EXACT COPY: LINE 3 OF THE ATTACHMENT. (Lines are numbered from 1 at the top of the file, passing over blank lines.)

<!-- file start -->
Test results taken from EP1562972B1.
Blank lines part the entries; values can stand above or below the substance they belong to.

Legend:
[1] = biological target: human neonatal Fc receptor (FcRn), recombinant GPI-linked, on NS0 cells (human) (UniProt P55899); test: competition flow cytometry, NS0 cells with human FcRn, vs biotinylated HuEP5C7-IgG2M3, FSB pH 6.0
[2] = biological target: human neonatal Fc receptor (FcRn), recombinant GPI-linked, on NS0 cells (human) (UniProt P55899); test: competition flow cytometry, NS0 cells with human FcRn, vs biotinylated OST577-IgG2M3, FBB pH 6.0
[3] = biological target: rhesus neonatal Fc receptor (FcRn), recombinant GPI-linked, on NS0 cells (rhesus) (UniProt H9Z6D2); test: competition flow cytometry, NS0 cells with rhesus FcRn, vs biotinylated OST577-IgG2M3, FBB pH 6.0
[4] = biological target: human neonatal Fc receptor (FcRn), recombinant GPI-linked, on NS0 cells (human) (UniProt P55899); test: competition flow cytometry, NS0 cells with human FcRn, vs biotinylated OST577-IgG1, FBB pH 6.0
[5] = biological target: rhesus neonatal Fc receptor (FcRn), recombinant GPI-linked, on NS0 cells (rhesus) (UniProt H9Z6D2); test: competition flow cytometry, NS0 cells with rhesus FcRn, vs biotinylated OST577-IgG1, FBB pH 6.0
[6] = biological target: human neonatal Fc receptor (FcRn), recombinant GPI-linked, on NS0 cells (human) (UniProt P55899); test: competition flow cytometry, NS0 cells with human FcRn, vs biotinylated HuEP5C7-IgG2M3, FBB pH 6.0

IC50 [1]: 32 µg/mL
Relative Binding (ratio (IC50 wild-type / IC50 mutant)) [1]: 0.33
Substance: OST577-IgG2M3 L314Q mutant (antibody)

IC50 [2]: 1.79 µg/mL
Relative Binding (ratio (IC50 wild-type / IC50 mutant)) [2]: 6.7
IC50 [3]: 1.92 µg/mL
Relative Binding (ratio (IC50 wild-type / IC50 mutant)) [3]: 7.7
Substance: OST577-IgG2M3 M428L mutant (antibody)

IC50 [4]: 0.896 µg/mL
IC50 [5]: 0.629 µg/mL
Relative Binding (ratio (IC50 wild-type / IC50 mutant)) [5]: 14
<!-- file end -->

Legend: